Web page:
2.3. Impedance of Gap-Coupled ARMSA

Due to the presence of the parasitic ARMSA, the input impedance of gap-coupled ARMSA differs from the impedance of single ARMSA. The effective dielectric constant is due to the fringing and various other factors which can be calculated for even mode πœ€π‘’re and odd mode πœ€0re using even and odd mode capacitances [8] as πœ€π‘’re=πΆπ‘’πΆπ‘Žπ‘’,πœ€0re=𝐢0πΆπ‘Ž0,(8) where πΆπ‘Žπ‘’ and πΆπ‘Ž0 are the even and odd mode capacitances for the gap-coupled ARMSA with air as dielectric. With the help of these dielectric constants and the equivalent circuit model (Figures 3(a) and 3(b)), input impedance for even mode, 𝑍in(𝑒), and for odd mode, 𝑍in(0), are calculated separately by putting even and odd mode relative permittivity (given in (8), respectively. The input impedance of gap-coupled ARMSA is now written as [6] 𝑍in=𝑍in(𝑒)+𝑍in(0).

The return loss can be calculated as ξ‚€||Ξ“||𝑅=20log.(9)

2.4. Radiation Patterns

The radiation pattern of the ARMSA is due to the superposition of the fields radiated by all the apertures. The radiation patterns of the N apertures are [9] 𝐸am where 𝐸bm and π‘š=1 are the electric field at the inner and outer peripheries of the mth ring, respectively. We are considering only two rings, therefore, the radiation pattern of the ARMSA is obtained by putting β†’ and 2 in the above equations.

3. Design Parameters

The gap-coupled ARMSA is designed with the following specifications as given in Table 1.


ParametersValue

Substrate material usedRT Duroid 5870
Effective relative permittivityΞ΅ eff  =  2.1936
Relative permittivity of the substrateΞ΅ r  =  2.32
Thickness of dielectric substrateh  =  0.159 cm
Inner radius of the inner ringa1  =  3 cm
Outer radius of the inner ringb1  =  6 cm
Feed point of the inner ringc  =  3.35 cm
Inner radius of outer ringa2  =  6.05 cm.
Outer radius of outer ringb2  =  9.05 cm.

4. Discussion of Results

Figure 4 shows the variation of input impedance with frequency for different gap length for particular feed location of 3.001 cm. It is observed that the lower band shows the different resonant frequencies of 1.727 GHz and 1.778 GHz for different gap lengths of 0.095 cm. and 0.11 cm, however, for an upper band of gap-coupled ARMSA, the resonance frequency is approximately the same for different gap length. This type of characteristic can be used for different applications. It is also observed that peak value of real part of the input impedance for lower patch increases with increasing gap length. The variation of input impedance with frequency for different feed location and gap length is also verified from Tables 2 and 3, respectively.


Gap length ↓ S  =  0.095 cmS  =  0.100 cmS  =  0.110 cm

Feed point 𝑃 l o w e r βˆ— 𝑃 u p p e r βˆ— βˆ— (ohms) 𝐹 l o w e r # (ohms) 𝐹 u p p e r # # (GHz) 𝑃 l o w e r (GHz) 𝑃 u p p e r (ohms) 𝐹 l o w e r (ohms) 𝐹 u p p e r (GHz) 𝑃 l o w e r (GHz) 𝑃 u p p e r (ohms) 𝐹 l o w e r (ohms) 𝐹 u p p e r (GHz) 𝑃 l o w e r (GHz)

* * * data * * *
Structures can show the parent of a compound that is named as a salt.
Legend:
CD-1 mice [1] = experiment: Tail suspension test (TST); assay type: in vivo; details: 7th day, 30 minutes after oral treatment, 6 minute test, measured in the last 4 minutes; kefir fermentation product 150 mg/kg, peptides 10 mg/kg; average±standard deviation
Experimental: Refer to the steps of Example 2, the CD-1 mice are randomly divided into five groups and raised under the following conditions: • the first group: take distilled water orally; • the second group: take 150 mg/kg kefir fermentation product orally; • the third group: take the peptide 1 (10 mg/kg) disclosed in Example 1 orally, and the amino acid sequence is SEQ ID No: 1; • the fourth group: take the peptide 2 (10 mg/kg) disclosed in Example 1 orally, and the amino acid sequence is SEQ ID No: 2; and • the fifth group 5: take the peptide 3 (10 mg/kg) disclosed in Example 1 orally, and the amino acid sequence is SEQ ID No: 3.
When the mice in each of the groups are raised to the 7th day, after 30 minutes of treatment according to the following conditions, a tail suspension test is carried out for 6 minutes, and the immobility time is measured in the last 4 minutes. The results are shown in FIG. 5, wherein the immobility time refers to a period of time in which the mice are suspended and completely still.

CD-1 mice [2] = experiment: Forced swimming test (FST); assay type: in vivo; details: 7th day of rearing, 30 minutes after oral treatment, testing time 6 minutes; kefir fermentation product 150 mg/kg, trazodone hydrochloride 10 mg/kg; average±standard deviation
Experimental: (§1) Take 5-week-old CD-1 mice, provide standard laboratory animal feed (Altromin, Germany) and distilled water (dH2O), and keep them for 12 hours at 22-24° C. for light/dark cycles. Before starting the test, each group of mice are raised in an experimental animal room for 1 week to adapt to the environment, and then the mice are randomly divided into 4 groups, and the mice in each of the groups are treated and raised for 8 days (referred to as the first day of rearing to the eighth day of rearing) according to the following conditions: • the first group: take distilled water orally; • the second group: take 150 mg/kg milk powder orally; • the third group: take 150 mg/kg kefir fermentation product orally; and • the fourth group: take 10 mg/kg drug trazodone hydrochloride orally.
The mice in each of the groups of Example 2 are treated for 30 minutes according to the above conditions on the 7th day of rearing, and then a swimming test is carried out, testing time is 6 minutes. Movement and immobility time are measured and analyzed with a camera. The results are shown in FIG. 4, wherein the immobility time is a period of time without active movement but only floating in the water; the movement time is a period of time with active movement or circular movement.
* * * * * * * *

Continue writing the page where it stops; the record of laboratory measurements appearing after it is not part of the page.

c  =  3.001 cm39.4074.081.7271.89943.5873.931.7441.89953.0573.301.7781.900
c  =  3.101 cm37.5572.151.7541.93443.6272.061.7711.93455.9071.751.8061.934
c  =  3.201 cm36.5065.021.7881.97742.3564.161.8061.97753.2065.501.8421.977

* 𝑃 u p p e r : The peak value of input impedance for lower band.
** 𝐹 l o w e r : The peak value of input impedance for lower band.
# 𝐹 u p p e r : The resonance frequency for lower band.
## β†’ : The resonance frequency for upper band.

Feed point ↓ c  =  3.001 cmc  =  3.101 cmc  =  3.201 cm

Gap length 𝑃 l o w e r 𝑃 u p p e r (ohms) 𝐹 l o w e r (ohms) 𝐹 u p p e r (GHz) 𝑃 l o w e r (GHz) 𝑃 u p p e r (ohms) 𝐹 l o w e r (ohms) 𝐹 u p p e r (GHz) 𝑃 l o w e r (GHz) 𝑃 u p p e r (ohms) 𝐹 l o w e r (ohms) 𝐹 u p p e r (GHz) 𝐸 πœƒ (GHz)

S  =  0.09 cm35.3974.311.7101.89934.8172.411.7361.933733.6165.331.7701.9771
S  =  0.10 cm43.5873.931.7441.89943.6272.061.7711.933842.3564.161.8061.9771
S  =  0.11 cm53.0573.301.7781.90055.9071.741.8061.934353.2065.491.8421.9774

The return loss of gap-coupled ARMSA is shown in Figures 5(a)-5(b) for different value of gap length and feed locations. Return loss of lower band decreases with increasing the feed point, while it decreases with increasing the feed point for upper band. It is also observed that the bandwidth of lower band decreases with increasing the feed point, however, the bandwidth of upper band increases with increasing the feed point for a different gap length.

The radiation pattern of the gap-coupled annular ring microstrip antenna in the direction of elevation and azimuth plane is shown in Figures 6(a)-6(b), respectively. It is observed that the beamwidth of gap-coupled annular patch is lower than the individual annular patch but the side lobes of gap-coupled annular patch are higher than the individual annular ring patch because enhancement in radiation power due to parasitic element is not accompanied by an increase in ohmic loss of the system.

5. Conclusion

The new technique to gap-coupled with parasitic element shows the tunability in frequency and also dual band operation. Efficiency of an antenna can be used where large bandwidth and tunable frequency is required.

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Copyright © 2008 Binod Kumar Kanaujia and Anil Kumar Singh. This is an open access article distributed under the Creative Commons Attribution License, which permits unrestricted use, distribution, and reproduction in any medium, provided the original work is properly cited.